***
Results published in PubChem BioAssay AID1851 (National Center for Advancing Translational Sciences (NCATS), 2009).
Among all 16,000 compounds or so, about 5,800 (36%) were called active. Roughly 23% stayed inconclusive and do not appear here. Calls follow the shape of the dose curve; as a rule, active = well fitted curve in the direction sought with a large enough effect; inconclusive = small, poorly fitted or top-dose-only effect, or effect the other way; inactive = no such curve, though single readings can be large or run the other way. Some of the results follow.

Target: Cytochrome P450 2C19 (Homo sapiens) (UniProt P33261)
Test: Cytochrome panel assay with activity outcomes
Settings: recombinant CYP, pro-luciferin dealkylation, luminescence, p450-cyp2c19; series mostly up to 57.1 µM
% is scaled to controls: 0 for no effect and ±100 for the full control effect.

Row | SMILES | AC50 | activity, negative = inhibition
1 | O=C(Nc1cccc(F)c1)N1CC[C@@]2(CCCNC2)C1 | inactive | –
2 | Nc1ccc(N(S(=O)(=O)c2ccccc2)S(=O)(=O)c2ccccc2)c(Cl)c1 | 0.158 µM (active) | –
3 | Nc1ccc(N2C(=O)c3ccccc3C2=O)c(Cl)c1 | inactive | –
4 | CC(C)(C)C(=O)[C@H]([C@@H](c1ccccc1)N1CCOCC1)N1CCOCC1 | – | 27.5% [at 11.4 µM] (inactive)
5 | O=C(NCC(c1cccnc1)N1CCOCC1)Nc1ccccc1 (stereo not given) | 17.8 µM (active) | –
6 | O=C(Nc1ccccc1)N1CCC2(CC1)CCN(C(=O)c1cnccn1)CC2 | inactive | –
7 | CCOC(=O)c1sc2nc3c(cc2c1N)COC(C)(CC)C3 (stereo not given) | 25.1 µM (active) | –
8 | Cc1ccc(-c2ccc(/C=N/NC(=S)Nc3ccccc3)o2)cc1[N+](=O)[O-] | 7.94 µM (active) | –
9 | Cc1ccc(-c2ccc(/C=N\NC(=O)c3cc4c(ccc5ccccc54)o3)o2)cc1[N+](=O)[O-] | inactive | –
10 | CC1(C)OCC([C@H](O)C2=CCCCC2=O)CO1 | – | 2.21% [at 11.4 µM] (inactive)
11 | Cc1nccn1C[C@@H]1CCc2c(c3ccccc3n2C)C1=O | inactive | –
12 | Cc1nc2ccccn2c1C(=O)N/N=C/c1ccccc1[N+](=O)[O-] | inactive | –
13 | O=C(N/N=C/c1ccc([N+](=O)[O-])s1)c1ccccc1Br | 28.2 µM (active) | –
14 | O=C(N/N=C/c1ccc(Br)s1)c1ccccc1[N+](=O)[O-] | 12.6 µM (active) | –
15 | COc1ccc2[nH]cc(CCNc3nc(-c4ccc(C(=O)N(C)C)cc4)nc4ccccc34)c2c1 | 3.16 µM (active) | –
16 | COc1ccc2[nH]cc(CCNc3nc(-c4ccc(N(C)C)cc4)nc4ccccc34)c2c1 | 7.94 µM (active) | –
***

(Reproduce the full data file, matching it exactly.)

Results published in PubChem BioAssay AID1851 (National Center for Advancing Translational Sciences (NCATS), 2009).
Among all 16,000 compounds or so, about 5,800 (36%) were called active. Roughly 23% stayed inconclusive and do not appear here. Calls follow the shape of the dose curve; as a rule, active = well fitted curve in the direction sought with a large enough effect; inconclusive = small, poorly fitted or top-dose-only effect, or effect the other way; inactive = no such curve, though single readings can be large or run the other way. Some of the results follow.

Target: Cytochrome P450 2C19 (Homo sapiens) (UniProt P33261)
Test: Cytochrome panel assay with activity outcomes
Settings: recombinant CYP, pro-luciferin dealkylation, luminescence, p450-cyp2c19; series mostly up to 57.1 µM
% is scaled to controls: 0 for no effect and ±100 for the full control effect.

Row | SMILES | AC50 | activity, negative = inhibition
1 | O=C(Nc1cccc(F)c1)N1CC[C@@]2(CCCNC2)C1 | inactive | –
2 | Nc1ccc(N(S(=O)(=O)c2ccccc2)S(=O)(=O)c2ccccc2)c(Cl)c1 | 0.158 µM (active) | –
3 | Nc1ccc(N2C(=O)c3ccccc3C2=O)c(Cl)c1 | inactive | –
4 | CC(C)(C)C(=O)[C@H]([C@@H](c1ccccc1)N1CCOCC1)N1CCOCC1 | – | 27.5% [at 11.4 µM] (inactive)
5 | O=C(NCC(c1cccnc1)N1CCOCC1)Nc1ccccc1 (stereo not given) | 17.8 µM (active) | –
6 | O=C(Nc1ccccc1)N1CCC2(CC1)CCN(C(=O)c1cnccn1)CC2 | inactive | –
7 | CCOC(=O)c1sc2nc3c(cc2c1N)COC(C)(CC)C3 (stereo not given) | 25.1 µM (active) | –
8 | Cc1ccc(-c2ccc(/C=N/NC(=S)Nc3ccccc3)o2)cc1[N+](=O)[O-] | 7.94 µM (active) | –
9 | Cc1ccc(-c2ccc(/C=N\NC(=O)c3cc4c(ccc5ccccc54)o3)o2)cc1[N+](=O)[O-] | inactive | –
10 | CC1(C)OCC([C@H](O)C2=CCCCC2=O)CO1 | – | 2.21% [at 11.4 µM] (inactive)
11 | Cc1nccn1C[C@@H]1CCc2c(c3ccccc3n2C)C1=O | inactive | –
12 | Cc1nc2ccccn2c1C(=O)N/N=C/c1ccccc1[N+](=O)[O-] | inactive | –
13 | O=C(N/N=C/c1ccc([N+](=O)[O-])s1)c1ccccc1Br | 28.2 µM (active) | –
14 | O=C(N/N=C/c1ccc(Br)s1)c1ccccc1[N+](=O)[O-] | 12.6 µM (active) | –
15 | COc1ccc2[nH]cc(CCNc3nc(-c4ccc(C(=O)N(C)C)cc4)nc4ccccc34)c2c1 | 3.16 µM (active) | –
16 | COc1ccc2[nH]cc(CCNc3nc(-c4ccc(N(C)C)cc4)nc4ccccc34)c2c1 | 7.94 µM (active) | –